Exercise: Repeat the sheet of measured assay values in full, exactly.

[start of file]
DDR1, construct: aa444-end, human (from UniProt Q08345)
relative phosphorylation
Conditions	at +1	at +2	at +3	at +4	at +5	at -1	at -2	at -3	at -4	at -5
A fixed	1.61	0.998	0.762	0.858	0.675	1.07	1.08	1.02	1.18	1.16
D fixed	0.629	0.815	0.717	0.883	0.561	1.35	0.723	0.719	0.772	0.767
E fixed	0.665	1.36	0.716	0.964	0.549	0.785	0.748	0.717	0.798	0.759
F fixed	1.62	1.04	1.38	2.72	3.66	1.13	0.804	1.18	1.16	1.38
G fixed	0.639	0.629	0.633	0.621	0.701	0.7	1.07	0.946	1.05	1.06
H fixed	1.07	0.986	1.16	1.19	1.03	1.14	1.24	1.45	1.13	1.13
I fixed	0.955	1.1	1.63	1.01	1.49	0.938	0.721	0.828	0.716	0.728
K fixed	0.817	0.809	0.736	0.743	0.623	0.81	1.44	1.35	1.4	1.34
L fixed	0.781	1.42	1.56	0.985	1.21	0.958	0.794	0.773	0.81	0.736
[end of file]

DDR1, construct: aa444-end, human (from UniProt Q08345)
relative phosphorylation
Conditions	at +1	at +2	at +3	at +4	at +5	at -1	at -2	at -3	at -4	at -5
A fixed	1.61	0.998	0.762	0.858	0.675	1.07	1.08	1.02	1.18	1.16
D fixed	0.629	0.815	0.717	0.883	0.561	1.35	0.723	0.719	0.772	0.767
E fixed	0.665	1.36	0.716	0.964	0.549	0.785	0.748	0.717	0.798	0.759
F fixed	1.62	1.04	1.38	2.72	3.66	1.13	0.804	1.18	1.16	1.38
G fixed	0.639	0.629	0.633	0.621	0.701	0.7	1.07	0.946	1.05	1.06
H fixed	1.07	0.986	1.16	1.19	1.03	1.14	1.24	1.45	1.13	1.13
I fixed	0.955	1.1	1.63	1.01	1.49	0.938	0.721	0.828	0.716	0.728
K fixed	0.817	0.809	0.736	0.743	0.623	0.81	1.44	1.35	1.4	1.34
L fixed	0.781	1.42	1.56	0.985	1.21	0.958	0.794	0.773	0.81	0.736